Trends in Microbiology. Apr, 2011 | Pubmed ID: 21227700
Staphylococcus aureus is a major cause of bacteraemia, which frequently leads to infective endocarditis, osteomyelitis, septic arthritis and metastatic abscess formation. The development of these secondary infections is due to bacterial dissemination from the blood into surrounding tissues and is associated with significantly increased morbidity and mortality. Despite the importance of S. aureus extravasation in disease progression, there is relatively little understanding of the molecular mechanisms by which this pathogen crosses the endothelial barrier and establishes new sites of infection. Recent work has identified a number of putative routes by which S. aureus can escape the bloodstream. In this article we review these new developments and set them in the context of strategies used by other established pathogens to traverse cellular barriers.
Acute Nonhypothermic Exposure to Cold Impedes Motor Skill Performance in Video Gaming Compared to Thermo-neutral and Hot Conditions
Perceptual and Motor Skills. Feb, 2011 | Pubmed ID: 21466095
The study examined whether or not acute exposure to unfamiliar hot or cold conditions impairs performance of highly skilled coordinative activities and whether prior physical self-efficacy beliefs were associated with task completion. Nineteen volunteers completed both Guitar Hero and Archery activities as a test battery using the Nintendo Wii console in cold (2 degrees C), neutral (20 degrees C), and hot (38 degrees C) conditions. Participants all completed physical self-efficacy questionnaires following experimental familiarization. Performances of both Guitar Hero and Archery significantly decreased in the cold compared with the neutral condition. The cold trial was also perceived as the condition requiring both greater concentration and effort. There was no association between performance and physical self-efficacy. Performance of these coordinative tasks was compromised by acute (nonhypothermic) exposure to cold; the most likely explanation is that the cold condition presented a greater challenge to attentional processes as a form of environmental distraction.
Staphylococcus Aureus Keratinocyte Invasion is Dependent Upon Multiple High-affinity Fibronectin-binding Repeats Within FnBPA
PloS One. 2011 | Pubmed ID: 21526122
Staphylococcus aureus is a commensal organism and a frequent cause of skin and soft tissue infections, which can progress to serious invasive disease. This bacterium uses its fibronectin binding proteins (FnBPs) to invade host cells and it has been hypothesised that this provides a protected niche from host antimicrobial defences, allows access to deeper tissues and provides a reservoir for persistent or recurring infections. FnBPs contain multiple tandem fibronectin-binding repeats (FnBRs) which bind fibronectin with varying affinity but it is unclear what selects for this configuration. Since both colonisation and skin infection are dependent upon the interaction of S. aureus with keratinocytes we hypothesised that this might select for FnBP function and thus composition of the FnBR region. Initial experiments revealed that S. aureus attachment to keratinocytes is rapid but does not require FnBRs. By contrast, invasion of keratinocytes was dependent upon the FnBR region and occurred via similar cellular processes to those described for endothelial cells. Despite this, keratinocyte invasion was relatively inefficient and appeared to include a lag phase, most likely due to very weak expression of α(5)β(1) integrins. Molecular dissection of the role of the FnBR region revealed that efficient invasion of keratinocytes was dependent on the presence of at least three high-affinity (but not low-affinity) FnBRs. Over-expression of a single high-affinity or three low-affinity repeats promoted invasion but not to the same levels as S. aureus expressing an FnBPA variant containing three high-affinity repeats. In summary, invasion of keratinocytes by S. aureus requires multiple high-affinity FnBRs within FnBPA, and given the importance of the interaction between these cell types and S. aureus for both colonisation and infection, may have provided the selective pressure for the multiple binding repeats within FnBPA.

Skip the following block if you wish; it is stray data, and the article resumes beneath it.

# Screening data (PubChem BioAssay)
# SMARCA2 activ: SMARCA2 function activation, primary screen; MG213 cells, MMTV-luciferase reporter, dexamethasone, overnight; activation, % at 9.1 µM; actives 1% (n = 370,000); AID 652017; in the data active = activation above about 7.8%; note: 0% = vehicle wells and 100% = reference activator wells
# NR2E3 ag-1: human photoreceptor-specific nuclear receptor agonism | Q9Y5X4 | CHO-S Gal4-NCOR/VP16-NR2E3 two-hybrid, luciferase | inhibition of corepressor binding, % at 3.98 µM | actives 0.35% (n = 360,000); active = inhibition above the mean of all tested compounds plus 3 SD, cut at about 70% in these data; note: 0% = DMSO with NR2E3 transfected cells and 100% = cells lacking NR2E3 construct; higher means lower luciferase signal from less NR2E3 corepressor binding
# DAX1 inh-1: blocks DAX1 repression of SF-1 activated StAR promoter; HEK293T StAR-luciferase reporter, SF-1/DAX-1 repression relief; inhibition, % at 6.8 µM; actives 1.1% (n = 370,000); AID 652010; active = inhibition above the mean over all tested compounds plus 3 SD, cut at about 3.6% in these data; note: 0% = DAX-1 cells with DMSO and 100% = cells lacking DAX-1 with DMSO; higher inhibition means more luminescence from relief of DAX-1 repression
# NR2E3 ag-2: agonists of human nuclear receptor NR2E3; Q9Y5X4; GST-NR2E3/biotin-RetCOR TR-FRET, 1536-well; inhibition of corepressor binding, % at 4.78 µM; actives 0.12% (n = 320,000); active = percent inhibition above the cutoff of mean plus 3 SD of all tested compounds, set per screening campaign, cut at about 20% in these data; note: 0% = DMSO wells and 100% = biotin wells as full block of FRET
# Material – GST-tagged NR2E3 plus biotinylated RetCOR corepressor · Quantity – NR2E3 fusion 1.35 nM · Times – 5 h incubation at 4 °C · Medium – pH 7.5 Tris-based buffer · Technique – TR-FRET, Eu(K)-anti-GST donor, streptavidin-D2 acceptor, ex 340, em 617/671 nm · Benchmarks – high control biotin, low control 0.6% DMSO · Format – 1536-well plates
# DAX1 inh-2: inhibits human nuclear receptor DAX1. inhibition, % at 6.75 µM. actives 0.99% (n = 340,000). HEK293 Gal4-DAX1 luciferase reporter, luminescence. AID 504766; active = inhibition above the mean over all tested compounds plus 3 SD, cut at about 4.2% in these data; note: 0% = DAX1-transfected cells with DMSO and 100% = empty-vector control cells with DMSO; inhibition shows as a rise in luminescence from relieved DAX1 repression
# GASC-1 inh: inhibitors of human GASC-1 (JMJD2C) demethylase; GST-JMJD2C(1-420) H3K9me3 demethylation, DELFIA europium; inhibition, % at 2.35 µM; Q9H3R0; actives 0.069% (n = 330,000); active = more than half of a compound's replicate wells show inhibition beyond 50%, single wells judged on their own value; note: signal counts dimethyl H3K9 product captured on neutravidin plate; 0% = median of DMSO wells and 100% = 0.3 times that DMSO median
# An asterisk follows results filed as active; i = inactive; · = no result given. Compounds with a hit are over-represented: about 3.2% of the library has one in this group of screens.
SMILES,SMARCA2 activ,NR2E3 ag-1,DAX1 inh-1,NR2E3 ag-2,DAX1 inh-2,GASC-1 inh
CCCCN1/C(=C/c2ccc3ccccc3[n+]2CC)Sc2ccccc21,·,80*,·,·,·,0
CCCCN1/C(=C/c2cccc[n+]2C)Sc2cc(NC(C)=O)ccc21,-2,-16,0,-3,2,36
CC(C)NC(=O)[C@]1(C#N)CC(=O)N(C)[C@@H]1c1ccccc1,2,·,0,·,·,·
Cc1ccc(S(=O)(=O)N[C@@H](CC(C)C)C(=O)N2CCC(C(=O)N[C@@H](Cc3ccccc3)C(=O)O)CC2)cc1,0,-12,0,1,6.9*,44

Journal of the Royal Society, Interface / the Royal Society. Sep, 2011 | Pubmed ID: 21632609
The hypothesis that the optimal search strategy is a Lévy walk (LW) or Lévy flight, originally suggested in 1995, has generated an explosion of interest and controversy. Long-standing empirical evidence supporting the LW hypothesis has been overturned, while new models and data are constantly being published. Statistical methods have been criticized and new methods put forward. In parallel with the empirical studies, theoretical search models have been developed. Some theories have been disproved while others remain. Here, we gather together the current state of the art on the role of LWs in optimal foraging theory. We examine the body of theory underpinning the subject. Then we present new results showing that deviations from the idealized one-dimensional search model greatly reduce or remove the advantage of LWs. The search strategy of an LW with exponent μ = 2 is therefore not as robust as is widely thought. We also review the available techniques, and their potential pitfalls, for analysing field data. It is becoming increasingly recognized that there is a wide range of mechanisms that can lead to the apparent observation of power-law patterns. The consequence of this is that the detection of such patterns in field data implies neither that the foragers in question are performing an LW, nor that they have evolved to do so. We conclude that LWs are neither a universal optimal search strategy, nor are they as widespread in nature as was once thought.